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Obituary: Bruce Tulloh (CR 1973-94)

BRUCE Tulloh (CR 1973-94) Born 29th September, 1935; died of cancer 28th April, 2018, aged 82.

When Bruce Tulloh arrived at Marlborough in 1973 he was already a legend. He was the man who, running bare-foot, had won the European Championship 5000 metres in Belgrade in 1962 and who, in 1969, had broken the record for running from Los Angeles to New York by almost 9 days. This feat he did not achieve, as some have believed, bare-foot; indeed his ankles were so swollen by the time he reached the Arizona mountains that he was forced to resort to wearing miner’s boots stuffed with bandages, at first managing to average only 1.5 mph.

In fact Bruce should never have come to Marlborough at all. While teaching in Kenya, he had sought the advice of fellow gold medalist, David Hemery, as to whether he should apply to Millfield or Marlborough. Hemery strongly recommended Millfield, but put insufficient stamps on the envelope and by the time his letter arrived by sea round the Cape, Roger Ellis had already appointed Bruce to Marlborough.

A legendary athlete Bruce might be, but he was also a man of many parts: he could carve an excellent sonnet; he could read history and science with almost the relish he reserved for the novels of Patrick O’Brian; he could discuss any aspect of media interest; his taste for music was catholic and while small talk was not his forte, he could stun with sudden humour, pith or wisdom, sometimes even when he seemed to be dozing. All of us are unique, but Bruce was ‘uniquer’ than most.

However for Bruce’s obituary in this magazine, it seems appropriate to dwell on what Bruce meant to some of his distance runners and colleagues at Marlborough and what follows is a selection of their ‘musings’ about him.

Roger Ellis (The Master 1972-86): “His quiet voice and gentle manner probably limited his impact in the classroom, but it only partly concealed his basic confidence. Amongst the long distance runners, famously individualists (‘lonely’!), he created a team spirit which was centered round admiration for him, but also affection. He had a legendary reputation, of course, but this would have counted for little amongst the Marlburians had he not also been alongside them, infecting them with his ambition, helping them to achieve more than they thought possible, enjoying their company and happy about their successes. It was exciting to watch a Marlborough tradition being triumphantly revived as Bruce shepherded his flock across the Downs! In this sense he was a very fine teacher.”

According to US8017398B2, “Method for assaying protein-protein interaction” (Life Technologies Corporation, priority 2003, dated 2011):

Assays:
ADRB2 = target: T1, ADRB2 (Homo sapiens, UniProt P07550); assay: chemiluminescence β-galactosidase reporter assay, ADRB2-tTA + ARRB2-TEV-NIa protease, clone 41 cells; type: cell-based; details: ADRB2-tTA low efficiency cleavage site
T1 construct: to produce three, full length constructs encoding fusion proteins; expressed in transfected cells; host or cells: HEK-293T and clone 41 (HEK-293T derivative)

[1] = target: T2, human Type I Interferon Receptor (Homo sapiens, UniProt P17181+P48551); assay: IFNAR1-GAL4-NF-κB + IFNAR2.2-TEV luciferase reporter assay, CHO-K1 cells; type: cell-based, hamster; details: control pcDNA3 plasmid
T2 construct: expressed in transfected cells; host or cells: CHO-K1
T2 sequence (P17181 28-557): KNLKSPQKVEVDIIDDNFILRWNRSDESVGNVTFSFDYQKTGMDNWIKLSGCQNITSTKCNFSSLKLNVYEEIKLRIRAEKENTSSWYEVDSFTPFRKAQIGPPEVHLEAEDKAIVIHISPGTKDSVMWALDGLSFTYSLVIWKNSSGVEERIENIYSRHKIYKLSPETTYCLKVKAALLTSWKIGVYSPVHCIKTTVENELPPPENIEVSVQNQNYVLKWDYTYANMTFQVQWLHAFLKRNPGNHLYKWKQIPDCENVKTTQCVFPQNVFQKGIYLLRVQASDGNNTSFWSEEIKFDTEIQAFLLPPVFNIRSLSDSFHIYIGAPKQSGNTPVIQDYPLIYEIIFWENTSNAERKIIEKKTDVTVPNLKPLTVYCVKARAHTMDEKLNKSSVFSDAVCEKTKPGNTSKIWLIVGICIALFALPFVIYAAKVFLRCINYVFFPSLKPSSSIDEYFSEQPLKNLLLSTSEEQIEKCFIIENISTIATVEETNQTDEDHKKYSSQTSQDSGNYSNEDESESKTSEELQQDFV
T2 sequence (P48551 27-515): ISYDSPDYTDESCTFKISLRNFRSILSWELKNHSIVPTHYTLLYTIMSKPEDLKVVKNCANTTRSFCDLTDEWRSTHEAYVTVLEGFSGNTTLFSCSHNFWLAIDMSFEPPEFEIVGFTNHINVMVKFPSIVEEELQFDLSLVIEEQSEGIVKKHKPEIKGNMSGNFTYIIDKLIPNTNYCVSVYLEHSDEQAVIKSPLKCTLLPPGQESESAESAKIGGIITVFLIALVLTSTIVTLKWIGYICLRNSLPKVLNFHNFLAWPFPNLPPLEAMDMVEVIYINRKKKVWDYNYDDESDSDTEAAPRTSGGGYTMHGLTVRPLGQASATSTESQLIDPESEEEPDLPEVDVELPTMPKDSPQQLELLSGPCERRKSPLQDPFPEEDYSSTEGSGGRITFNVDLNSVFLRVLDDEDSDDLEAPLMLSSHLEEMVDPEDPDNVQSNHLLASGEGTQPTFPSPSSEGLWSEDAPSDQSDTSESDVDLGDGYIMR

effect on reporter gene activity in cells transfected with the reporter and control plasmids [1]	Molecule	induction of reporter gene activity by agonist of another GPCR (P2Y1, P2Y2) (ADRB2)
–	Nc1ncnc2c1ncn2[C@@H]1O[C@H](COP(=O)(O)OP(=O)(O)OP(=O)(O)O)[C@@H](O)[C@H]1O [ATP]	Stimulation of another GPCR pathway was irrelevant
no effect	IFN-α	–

Guy Russell (B1 1972-77): “In Shell, cross-country was the one activity not to choose on a Wednesday afternoon, unless everything else was booked up, and so my fate was sealed one Wednesday when this happened to me. For some reason I persevered and then one term this new beak, Bruce Tulloh, appeared in our midst. Suddenly we were doing interval training, hill training, longer runs (including gathering mushrooms in Savernake Forest) and even a modicum of weight training. Lo and behold, our results started improving and we began to win. Fittingly we sealed a 3 year unbeaten record in inter-school cross country matches at his alma mater, Wellington – no mean feat given the disparate bunch of individuals he inherited as his squad.”

Jeremy Barton (C1 1977-82): “Bruce was a coach who believed in coaching his athletes to coach themselves; as I progressed into competing as an international distance runner, more often than not I would explain to Bruce what training I planned for the week ahead and he would respond by saying it was precisely what he had been thinking. Over the years, as well, his aphorisms (and he had plenty!) would come into mind to help deal with particular situations. These ranged from ‘The skin’s waterproof!’ when we were heading out for a 10 miler in the pouring rain, to ‘Running is supposed to add to your enjoyment of life, not detract from it!’ when there was a clash of priorities between a scheduled training session and an important family commitment.”